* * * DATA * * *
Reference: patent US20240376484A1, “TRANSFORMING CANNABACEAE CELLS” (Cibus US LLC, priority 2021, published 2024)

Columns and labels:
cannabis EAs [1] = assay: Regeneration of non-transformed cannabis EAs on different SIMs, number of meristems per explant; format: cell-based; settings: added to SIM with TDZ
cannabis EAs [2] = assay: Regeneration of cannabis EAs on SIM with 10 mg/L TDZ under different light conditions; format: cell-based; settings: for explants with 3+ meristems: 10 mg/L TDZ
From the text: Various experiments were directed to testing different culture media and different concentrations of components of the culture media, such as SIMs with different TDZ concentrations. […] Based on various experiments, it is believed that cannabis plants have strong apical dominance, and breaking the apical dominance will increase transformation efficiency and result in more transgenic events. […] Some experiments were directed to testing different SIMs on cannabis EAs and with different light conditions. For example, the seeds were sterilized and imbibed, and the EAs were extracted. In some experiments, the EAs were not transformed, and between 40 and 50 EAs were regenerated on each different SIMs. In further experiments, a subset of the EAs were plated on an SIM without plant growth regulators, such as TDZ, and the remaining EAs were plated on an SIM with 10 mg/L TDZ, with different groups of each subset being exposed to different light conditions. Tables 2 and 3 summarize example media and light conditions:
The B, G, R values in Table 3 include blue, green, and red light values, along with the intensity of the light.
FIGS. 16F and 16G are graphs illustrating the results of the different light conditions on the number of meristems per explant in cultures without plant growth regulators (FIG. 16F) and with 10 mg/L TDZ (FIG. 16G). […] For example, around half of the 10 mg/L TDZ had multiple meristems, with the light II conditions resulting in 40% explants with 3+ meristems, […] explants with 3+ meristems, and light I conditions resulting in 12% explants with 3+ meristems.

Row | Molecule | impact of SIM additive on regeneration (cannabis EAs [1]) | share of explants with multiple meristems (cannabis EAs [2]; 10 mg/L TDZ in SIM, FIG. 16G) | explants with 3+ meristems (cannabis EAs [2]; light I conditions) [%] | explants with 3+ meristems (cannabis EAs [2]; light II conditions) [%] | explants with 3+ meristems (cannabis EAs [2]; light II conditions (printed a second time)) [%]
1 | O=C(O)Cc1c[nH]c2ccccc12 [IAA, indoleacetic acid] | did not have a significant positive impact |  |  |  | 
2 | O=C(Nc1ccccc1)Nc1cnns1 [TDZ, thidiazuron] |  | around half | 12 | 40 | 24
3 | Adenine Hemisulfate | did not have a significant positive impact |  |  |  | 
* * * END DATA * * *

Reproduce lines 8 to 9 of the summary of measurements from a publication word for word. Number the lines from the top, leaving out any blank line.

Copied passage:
Row | Molecule | impact of SIM additive on regeneration (cannabis EAs [1]) | share of explants with multiple meristems (cannabis EAs [2]; 10 mg/L TDZ in SIM, FIG. 16G) | explants with 3+ meristems (cannabis EAs [2]; light I conditions) [%] | explants with 3+ meristems (cannabis EAs [2]; light II conditions) [%] | explants with 3+ meristems (cannabis EAs [2]; light II conditions (printed a second time)) [%]
1 | O=C(O)Cc1c[nH]c2ccccc12 [IAA, indoleacetic acid] | did not have a significant positive impact |  |  |  | 